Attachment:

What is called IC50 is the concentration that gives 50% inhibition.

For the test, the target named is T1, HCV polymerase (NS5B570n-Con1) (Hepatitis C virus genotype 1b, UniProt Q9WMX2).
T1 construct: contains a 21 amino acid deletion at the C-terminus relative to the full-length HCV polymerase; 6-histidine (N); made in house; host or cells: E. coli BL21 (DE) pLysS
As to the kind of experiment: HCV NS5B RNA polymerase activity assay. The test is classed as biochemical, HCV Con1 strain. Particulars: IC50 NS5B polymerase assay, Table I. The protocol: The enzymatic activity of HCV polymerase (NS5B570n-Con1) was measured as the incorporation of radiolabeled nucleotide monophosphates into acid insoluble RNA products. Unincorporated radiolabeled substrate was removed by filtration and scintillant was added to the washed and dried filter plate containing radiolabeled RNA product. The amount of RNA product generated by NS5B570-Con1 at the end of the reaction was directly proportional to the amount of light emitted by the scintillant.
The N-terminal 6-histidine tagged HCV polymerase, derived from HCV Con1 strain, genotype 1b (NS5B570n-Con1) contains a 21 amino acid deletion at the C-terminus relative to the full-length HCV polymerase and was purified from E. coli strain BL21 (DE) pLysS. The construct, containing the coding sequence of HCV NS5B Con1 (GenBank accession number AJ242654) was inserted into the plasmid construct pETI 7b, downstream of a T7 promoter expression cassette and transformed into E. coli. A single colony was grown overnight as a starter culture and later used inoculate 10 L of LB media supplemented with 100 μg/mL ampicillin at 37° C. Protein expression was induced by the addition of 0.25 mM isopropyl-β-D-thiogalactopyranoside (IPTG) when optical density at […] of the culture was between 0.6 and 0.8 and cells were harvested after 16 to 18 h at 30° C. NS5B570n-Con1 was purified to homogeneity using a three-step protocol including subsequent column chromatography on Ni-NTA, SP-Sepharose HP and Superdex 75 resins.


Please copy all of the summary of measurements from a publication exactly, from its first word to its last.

What is called IC50 is the concentration that gives 50% inhibition.

For the test, the target named is T1, HCV polymerase (NS5B570n-Con1) (Hepatitis C virus genotype 1b, UniProt Q9WMX2).
T1 construct: contains a 21 amino acid deletion at the C-terminus relative to the full-length HCV polymerase; 6-histidine (N); made in house; host or cells: E. coli BL21 (DE) pLysS
As to the kind of experiment: HCV NS5B RNA polymerase activity assay. The test is classed as biochemical, HCV Con1 strain. Particulars: IC50 NS5B polymerase assay, Table I. The protocol: The enzymatic activity of HCV polymerase (NS5B570n-Con1) was measured as the incorporation of radiolabeled nucleotide monophosphates into acid insoluble RNA products. Unincorporated radiolabeled substrate was removed by filtration and scintillant was added to the washed and dried filter plate containing radiolabeled RNA product. The amount of RNA product generated by NS5B570-Con1 at the end of the reaction was directly proportional to the amount of light emitted by the scintillant.
The N-terminal 6-histidine tagged HCV polymerase, derived from HCV Con1 strain, genotype 1b (NS5B570n-Con1) contains a 21 amino acid deletion at the C-terminus relative to the full-length HCV polymerase and was purified from E. coli strain BL21 (DE) pLysS. The construct, containing the coding sequence of HCV NS5B Con1 (GenBank accession number AJ242654) was inserted into the plasmid construct pETI 7b, downstream of a T7 promoter expression cassette and transformed into E. coli. A single colony was grown overnight as a starter culture and later used inoculate 10 L of LB media supplemented with 100 μg/mL ampicillin at 37° C. Protein expression was induced by the addition of 0.25 mM isopropyl-β-D-thiogalactopyranoside (IPTG) when optical density at […] of the culture was between 0.6 and 0.8 and cells were harvested after 16 to 18 h at 30° C. NS5B570n-Con1 was purified to homogeneity using a three-step protocol including subsequent column chromatography on Ni-NTA, SP-Sepharose HP and Superdex 75 resins.